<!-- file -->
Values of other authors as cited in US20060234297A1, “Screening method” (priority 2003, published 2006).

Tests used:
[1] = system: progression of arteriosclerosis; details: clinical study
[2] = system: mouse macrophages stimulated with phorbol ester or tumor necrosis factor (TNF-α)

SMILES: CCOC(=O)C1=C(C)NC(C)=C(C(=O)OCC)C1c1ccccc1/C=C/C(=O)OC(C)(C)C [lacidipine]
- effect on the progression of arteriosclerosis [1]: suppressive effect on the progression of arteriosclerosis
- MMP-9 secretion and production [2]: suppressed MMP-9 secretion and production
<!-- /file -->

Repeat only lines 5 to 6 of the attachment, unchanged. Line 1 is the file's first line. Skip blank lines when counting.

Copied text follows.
SMILES: CCOC(=O)C1=C(C)NC(C)=C(C(=O)OCC)C1c1ccccc1/C=C/C(=O)OC(C)(C)C [lacidipine]
- effect on the progression of arteriosclerosis [1]: suppressive effect on the progression of arteriosclerosis